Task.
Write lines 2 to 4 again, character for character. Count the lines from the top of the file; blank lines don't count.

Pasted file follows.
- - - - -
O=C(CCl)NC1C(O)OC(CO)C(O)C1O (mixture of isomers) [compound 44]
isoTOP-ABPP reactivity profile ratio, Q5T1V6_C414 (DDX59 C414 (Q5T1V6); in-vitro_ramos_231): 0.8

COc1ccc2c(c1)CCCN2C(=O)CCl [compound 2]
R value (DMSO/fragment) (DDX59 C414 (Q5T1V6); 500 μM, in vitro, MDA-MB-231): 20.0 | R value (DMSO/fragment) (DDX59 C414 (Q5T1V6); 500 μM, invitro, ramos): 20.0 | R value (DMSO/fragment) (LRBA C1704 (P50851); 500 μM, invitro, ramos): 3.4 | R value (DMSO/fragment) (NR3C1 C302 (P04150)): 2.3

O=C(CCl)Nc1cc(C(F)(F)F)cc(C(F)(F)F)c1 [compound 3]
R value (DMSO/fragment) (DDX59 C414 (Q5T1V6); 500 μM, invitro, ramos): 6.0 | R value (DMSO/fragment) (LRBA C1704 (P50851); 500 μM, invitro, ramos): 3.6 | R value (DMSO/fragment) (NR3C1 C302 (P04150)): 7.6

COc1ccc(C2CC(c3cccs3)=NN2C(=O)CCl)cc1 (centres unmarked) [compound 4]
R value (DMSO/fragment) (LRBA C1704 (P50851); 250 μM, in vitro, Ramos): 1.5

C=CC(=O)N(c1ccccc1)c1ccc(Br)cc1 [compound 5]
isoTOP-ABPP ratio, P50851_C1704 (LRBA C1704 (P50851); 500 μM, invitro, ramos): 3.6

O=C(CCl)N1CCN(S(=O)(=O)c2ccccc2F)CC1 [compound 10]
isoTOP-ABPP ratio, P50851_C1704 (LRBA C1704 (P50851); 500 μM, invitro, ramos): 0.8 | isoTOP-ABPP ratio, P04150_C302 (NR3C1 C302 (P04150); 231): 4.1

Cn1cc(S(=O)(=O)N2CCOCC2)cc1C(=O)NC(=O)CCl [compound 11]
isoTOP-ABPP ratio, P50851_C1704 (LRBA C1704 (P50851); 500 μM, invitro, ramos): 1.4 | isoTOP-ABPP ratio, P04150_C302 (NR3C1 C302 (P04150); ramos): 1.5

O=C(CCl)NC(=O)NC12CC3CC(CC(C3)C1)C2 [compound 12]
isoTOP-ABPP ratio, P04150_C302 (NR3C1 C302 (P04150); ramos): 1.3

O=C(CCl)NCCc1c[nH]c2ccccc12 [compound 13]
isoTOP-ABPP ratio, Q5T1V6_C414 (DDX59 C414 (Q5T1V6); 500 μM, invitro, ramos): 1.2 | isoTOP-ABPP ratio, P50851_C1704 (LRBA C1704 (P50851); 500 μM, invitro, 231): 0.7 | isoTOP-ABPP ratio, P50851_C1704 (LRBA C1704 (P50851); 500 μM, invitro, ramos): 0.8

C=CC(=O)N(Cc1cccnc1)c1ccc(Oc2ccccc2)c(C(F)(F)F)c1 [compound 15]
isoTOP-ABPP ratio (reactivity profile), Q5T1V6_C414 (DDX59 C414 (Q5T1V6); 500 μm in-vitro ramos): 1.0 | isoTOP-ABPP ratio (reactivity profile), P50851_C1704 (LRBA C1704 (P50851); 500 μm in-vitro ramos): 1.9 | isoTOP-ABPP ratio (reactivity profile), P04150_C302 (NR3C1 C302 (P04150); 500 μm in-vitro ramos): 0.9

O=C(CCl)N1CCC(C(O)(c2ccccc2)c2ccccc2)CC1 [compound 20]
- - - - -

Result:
isoTOP-ABPP reactivity profile ratio, Q5T1V6_C414 (DDX59 C414 (Q5T1V6); in-vitro_ramos_231): 0.8

COc1ccc2c(c1)CCCN2C(=O)CCl [compound 2]
R value (DMSO/fragment) (DDX59 C414 (Q5T1V6); 500 μM, in vitro, MDA-MB-231): 20.0 | R value (DMSO/fragment) (DDX59 C414 (Q5T1V6); 500 μM, invitro, ramos): 20.0 | R value (DMSO/fragment) (LRBA C1704 (P50851); 500 μM, invitro, ramos): 3.4 | R value (DMSO/fragment) (NR3C1 C302 (P04150)): 2.3